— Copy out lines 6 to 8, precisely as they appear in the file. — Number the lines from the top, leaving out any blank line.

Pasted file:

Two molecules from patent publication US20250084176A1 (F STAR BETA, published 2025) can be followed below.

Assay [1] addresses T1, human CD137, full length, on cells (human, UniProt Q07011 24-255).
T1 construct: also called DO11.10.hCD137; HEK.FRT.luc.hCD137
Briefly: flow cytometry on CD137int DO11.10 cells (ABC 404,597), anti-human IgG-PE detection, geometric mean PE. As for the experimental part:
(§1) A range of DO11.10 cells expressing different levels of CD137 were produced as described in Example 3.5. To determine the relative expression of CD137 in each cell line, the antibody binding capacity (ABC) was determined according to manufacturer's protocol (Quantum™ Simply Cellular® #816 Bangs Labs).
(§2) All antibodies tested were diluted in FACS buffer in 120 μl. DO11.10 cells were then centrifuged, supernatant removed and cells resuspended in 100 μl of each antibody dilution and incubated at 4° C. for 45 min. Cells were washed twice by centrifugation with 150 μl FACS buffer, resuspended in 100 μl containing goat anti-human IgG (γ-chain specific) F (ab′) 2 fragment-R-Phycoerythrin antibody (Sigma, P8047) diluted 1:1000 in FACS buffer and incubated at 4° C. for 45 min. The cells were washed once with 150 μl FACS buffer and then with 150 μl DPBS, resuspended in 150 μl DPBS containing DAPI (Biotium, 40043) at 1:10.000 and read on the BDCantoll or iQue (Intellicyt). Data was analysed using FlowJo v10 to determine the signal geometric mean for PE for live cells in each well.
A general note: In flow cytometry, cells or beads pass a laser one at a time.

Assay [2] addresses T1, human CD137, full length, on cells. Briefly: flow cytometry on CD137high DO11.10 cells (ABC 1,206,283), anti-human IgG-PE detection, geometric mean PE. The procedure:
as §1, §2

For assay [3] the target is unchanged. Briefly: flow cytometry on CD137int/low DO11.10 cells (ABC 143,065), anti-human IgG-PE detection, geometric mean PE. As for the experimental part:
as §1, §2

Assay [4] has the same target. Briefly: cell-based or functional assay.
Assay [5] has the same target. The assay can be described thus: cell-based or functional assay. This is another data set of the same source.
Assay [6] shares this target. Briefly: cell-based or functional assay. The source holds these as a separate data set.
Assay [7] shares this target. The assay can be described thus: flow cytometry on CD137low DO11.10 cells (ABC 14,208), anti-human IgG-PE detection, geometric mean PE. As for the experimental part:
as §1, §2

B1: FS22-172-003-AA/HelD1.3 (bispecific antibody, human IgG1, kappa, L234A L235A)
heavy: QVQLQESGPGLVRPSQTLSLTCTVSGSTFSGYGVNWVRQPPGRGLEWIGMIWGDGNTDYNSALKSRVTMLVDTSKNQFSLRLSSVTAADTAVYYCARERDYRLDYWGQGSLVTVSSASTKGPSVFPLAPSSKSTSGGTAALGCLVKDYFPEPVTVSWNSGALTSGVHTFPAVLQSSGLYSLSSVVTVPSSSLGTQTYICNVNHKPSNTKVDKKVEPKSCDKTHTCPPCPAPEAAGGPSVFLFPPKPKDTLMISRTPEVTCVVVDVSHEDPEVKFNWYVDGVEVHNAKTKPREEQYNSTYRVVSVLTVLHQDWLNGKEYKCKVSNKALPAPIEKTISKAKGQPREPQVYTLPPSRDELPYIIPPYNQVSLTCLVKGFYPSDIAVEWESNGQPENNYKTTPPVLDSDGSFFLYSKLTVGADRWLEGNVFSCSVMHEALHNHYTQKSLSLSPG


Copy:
(§2) All antibodies tested were diluted in FACS buffer in 120 μl. DO11.10 cells were then centrifuged, supernatant removed and cells resuspended in 100 μl of each antibody dilution and incubated at 4° C. for 45 min. Cells were washed twice by centrifugation with 150 μl FACS buffer, resuspended in 100 μl containing goat anti-human IgG (γ-chain specific) F (ab′) 2 fragment-R-Phycoerythrin antibody (Sigma, P8047) diluted 1:1000 in FACS buffer and incubated at 4° C. for 45 min. The cells were washed once with 150 μl FACS buffer and then with 150 μl DPBS, resuspended in 150 μl DPBS containing DAPI (Biotium, 40043) at 1:10.000 and read on the BDCantoll or iQue (Intellicyt). Data was analysed using FlowJo v10 to determine the signal geometric mean for PE for live cells in each well.
A general note: In flow cytometry, cells or beads pass a laser one at a time.

Assay [2] addresses T1, human CD137, full length, on cells. Briefly: flow cytometry on CD137high DO11.10 cells (ABC 1,206,283), anti-human IgG-PE detection, geometric mean PE. The procedure: